When you build your Mac app, Xcode packages it as a bundle. A bundle is a directory in the file system that groups related resources together in one place. A Mac app bundle contains a single Contents directory, inside of which are additional files and directories with the app’s code, resources, and localized content. Table 5-1 lists the contents of a typical Mac app bundle, which for demonstration purposes is called MyApp. This example is for illustrative purposes only. Some of the files listed in this table may not appear in your own application bundles.

Table 5-1  A typical application bundle

Files

Description

Contents/MacOS/MyApp

The executable file containing your app’s code. The name of this file is the same as your app name minus the .app extension.

This file is required.

Contents/Info.plist

Also known as the information property list file, a file containing configuration data for the app. The system uses this data to determine how to interact with the app at specific times.

This file is required. For more information, see “The Information Property List File.”

Contents/Resources/English.lproj/MainMenu.nib

The English version of the app’s main nib file. This file contains the default interface objects to load at app launch time. Typically, this nib file contains the app’s menu bar and application delegate object. It may also contain other controller objects that should always be available at launch time. (The name of the main nib file can be changed by assigning a different value to the NSMainNibFile key in the Info.plist file.)

This file is optional but recommended. For more information, see “The Information Property List File”

Contents/Resources/sun.png (or other resource files)

Nonlocalized resources are placed at the top level of the Resources directory (sun.png represents a nonlocalized image file in the example). The app uses nonlocalized resources when no localized version of the same resource is provided. Thus, you can use these files in situations where the resource is the same for all localizations.

Contents/Resources/en_GB.lproj

Contents/Resources/es.lproj

Contents/Resources/de.lproj

Other language-specific project directories

Localized resources are placed in subdirectories with an ISO 639-1 language abbreviation for a name plus an .lproj suffix. Although more human readable names (such as English.lproj, French.lproj, and German.lproj) can be used for directory names, the ISO 639-1 names are preferred because they allow you to include an ISO 3166-1 regional designation. (For example, the en_GB.lproj directory contains resources localized for English as spoken in Great Britain, the es.lproj directory contains resources localized for Spanish, and the de.lproj directory contains resources localized for German.)

A Mac app should be internationalized and have a language.lproj directory for each language it supports. Even if you provide localized versions of your resources, though, include a default version of these files at the top level of your Resources directory. The default version is used when a specific localization is not available.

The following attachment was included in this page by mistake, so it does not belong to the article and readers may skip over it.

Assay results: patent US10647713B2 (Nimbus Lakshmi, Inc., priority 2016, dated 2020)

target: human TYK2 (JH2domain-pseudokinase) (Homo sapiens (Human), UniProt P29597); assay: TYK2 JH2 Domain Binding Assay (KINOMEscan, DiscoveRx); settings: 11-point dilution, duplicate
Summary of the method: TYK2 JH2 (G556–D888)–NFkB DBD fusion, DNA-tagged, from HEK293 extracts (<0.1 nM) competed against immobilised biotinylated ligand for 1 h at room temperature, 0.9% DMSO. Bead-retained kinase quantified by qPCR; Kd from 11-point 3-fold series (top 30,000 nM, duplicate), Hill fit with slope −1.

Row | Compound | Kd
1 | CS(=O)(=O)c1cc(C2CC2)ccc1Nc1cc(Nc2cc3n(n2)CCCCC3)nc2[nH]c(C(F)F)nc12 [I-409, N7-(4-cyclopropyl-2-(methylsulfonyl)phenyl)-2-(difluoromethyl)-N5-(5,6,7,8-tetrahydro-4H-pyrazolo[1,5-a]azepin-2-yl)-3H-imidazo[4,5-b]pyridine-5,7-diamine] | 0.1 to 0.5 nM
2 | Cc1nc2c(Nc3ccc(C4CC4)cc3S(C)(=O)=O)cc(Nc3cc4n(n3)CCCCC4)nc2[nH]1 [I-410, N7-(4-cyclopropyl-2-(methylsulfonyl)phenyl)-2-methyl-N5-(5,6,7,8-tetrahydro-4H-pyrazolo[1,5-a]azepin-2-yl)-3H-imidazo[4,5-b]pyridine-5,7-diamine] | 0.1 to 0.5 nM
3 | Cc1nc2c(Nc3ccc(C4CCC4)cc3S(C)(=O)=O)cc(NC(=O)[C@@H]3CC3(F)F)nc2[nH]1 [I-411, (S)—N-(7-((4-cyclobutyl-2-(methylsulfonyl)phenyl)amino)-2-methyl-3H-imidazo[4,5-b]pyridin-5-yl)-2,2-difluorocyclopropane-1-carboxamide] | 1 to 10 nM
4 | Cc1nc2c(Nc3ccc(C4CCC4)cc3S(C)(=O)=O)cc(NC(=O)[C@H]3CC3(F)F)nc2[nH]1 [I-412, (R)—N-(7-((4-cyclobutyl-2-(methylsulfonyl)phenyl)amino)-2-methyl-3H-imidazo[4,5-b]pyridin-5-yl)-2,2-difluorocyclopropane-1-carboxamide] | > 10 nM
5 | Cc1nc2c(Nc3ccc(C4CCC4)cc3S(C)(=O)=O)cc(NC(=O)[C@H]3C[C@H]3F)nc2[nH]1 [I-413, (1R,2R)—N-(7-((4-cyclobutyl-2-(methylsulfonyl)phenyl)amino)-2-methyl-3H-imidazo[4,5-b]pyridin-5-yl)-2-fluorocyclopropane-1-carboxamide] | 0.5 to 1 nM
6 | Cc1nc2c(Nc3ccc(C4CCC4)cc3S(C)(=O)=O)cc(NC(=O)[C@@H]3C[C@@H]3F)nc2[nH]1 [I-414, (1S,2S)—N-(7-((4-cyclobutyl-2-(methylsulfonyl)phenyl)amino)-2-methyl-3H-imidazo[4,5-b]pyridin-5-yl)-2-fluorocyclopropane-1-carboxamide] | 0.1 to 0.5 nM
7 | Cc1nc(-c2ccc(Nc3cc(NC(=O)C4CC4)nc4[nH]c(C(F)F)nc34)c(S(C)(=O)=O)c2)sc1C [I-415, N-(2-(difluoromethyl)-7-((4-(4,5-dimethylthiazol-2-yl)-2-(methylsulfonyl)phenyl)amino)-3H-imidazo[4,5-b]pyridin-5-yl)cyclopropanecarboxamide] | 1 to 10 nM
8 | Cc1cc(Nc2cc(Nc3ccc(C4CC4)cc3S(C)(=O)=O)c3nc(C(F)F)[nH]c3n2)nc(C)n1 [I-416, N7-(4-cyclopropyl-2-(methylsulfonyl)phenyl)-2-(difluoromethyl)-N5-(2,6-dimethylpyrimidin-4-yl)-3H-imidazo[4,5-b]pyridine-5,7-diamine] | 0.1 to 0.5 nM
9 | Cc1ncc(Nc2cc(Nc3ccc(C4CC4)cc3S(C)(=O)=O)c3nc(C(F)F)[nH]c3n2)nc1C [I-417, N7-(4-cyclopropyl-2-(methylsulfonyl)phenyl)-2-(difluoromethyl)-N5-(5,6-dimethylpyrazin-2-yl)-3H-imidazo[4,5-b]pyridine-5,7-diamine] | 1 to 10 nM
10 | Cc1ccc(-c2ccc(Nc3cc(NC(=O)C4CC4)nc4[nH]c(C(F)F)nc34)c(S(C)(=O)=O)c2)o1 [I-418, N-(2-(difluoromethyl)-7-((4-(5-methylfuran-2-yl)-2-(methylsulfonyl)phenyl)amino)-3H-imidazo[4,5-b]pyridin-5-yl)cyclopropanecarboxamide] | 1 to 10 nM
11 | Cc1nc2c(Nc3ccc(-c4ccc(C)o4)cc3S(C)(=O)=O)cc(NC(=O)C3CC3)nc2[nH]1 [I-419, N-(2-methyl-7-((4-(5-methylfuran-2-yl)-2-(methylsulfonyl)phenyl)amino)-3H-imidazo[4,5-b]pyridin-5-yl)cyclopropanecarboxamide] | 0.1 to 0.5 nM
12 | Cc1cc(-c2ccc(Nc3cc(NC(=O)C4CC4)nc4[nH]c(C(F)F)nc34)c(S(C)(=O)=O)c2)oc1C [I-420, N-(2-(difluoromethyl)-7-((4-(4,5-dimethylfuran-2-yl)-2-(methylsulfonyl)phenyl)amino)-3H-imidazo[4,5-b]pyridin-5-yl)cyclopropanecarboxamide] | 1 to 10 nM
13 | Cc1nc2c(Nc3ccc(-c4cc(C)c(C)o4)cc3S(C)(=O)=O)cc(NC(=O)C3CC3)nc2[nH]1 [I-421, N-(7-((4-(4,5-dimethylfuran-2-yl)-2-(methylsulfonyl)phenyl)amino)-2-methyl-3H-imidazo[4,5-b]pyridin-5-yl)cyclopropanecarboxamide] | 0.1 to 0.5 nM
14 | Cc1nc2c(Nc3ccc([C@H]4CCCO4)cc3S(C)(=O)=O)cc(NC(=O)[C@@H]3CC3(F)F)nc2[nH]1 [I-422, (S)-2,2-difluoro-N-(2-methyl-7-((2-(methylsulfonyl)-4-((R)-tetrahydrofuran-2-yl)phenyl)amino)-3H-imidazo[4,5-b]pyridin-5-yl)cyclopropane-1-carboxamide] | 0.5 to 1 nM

At runtime, you can access your app’s resource files from your code using the following steps:

  1. Obtain a reference to your app’s main bundle object (typically using theNSBundle class).

  2. Use the methods of the bundle object to obtain a file-system path to the desired resource file.

  3. Open (or access) the file and use it.

You obtain a reference to your app’s main bundle using the mainBundle class method of NSBundle. The pathForResource:ofType: method is one of several NSBundle methods that you can use to retrieve the location of resources. The following example shows how to locate a file called sun.png and create an image object using it. The first line gets the bundle object and the path to the file. The second line creates an NSImage object that you could use to display the image in your app.

NSString* imagePath = [[NSBundle mainBundle] pathForResource:@"sun" ofType:@"png"];
NSImage* sunImage = [[NSImage alloc] initWithContentsOfFile:imagePath];

For information on how to access and use resources in your app, see Resource Programming Guide. For more information about the structure of a Mac app bundle, see Bundle Programming Guide.

Internationalizing Your App

The process of preparing a project to handle content in different languages is called internationalization. The process of converting text, images, and other content into other languages is called localization. Project resources that are candidates for localization include:

Users select their preferred language from the Language and Text system preference, shown in Figure 5-2.

Figure 5-2  The Language preference view
The Language preference view

Your application bundle can include multiple language-specific resource directories. The names of these directories consist of three components: an ISO 639-1 language code, an optional ISO 3166-1 region code, and a .lproj suffix. For example, to designate resources localized to English, the bundle would be named en.lproj. By convention, these directories are called lproj directories.

Each lproj directory contains a localized copy of the app’s resource files. When you request the path to a resource file using the NSBundle class or the CFBundleRef opaque type, the path you get back automatically reflects the resource for the user’s preferred language.

For more information about internationalization and how you support localized content in your Mac apps, see Internationalization Programming Topics.